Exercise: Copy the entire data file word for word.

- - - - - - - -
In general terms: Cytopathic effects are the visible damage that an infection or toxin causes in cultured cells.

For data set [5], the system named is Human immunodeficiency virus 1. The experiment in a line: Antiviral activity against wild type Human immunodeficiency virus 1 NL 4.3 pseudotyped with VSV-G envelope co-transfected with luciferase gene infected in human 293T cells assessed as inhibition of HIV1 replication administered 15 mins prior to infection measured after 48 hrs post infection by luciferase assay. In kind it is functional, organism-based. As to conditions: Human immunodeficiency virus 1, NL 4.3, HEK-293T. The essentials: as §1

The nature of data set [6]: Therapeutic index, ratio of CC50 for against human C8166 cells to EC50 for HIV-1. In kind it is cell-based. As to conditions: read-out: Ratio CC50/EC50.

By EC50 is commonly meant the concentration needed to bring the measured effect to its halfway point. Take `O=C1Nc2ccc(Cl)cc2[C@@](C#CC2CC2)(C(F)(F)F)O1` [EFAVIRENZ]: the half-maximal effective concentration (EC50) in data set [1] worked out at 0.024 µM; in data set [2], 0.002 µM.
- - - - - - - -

In general terms: Cytopathic effects are the visible damage that an infection or toxin causes in cultured cells.

For data set [5], the system named is Human immunodeficiency virus 1. The experiment in a line: Antiviral activity against wild type Human immunodeficiency virus 1 NL 4.3 pseudotyped with VSV-G envelope co-transfected with luciferase gene infected in human 293T cells assessed as inhibition of HIV1 replication administered 15 mins prior to infection measured after 48 hrs post infection by luciferase assay. In kind it is functional, organism-based. As to conditions: Human immunodeficiency virus 1, NL 4.3, HEK-293T. The essentials: as §1

The nature of data set [6]: Therapeutic index, ratio of CC50 for against human C8166 cells to EC50 for HIV-1. In kind it is cell-based. As to conditions: read-out: Ratio CC50/EC50.

By EC50 is commonly meant the concentration needed to bring the measured effect to its halfway point. Take `O=C1Nc2ccc(Cl)cc2[C@@](C#CC2CC2)(C(F)(F)F)O1` [EFAVIRENZ]: the half-maximal effective concentration (EC50) in data set [1] worked out at 0.024 µM; in data set [2], 0.002 µM.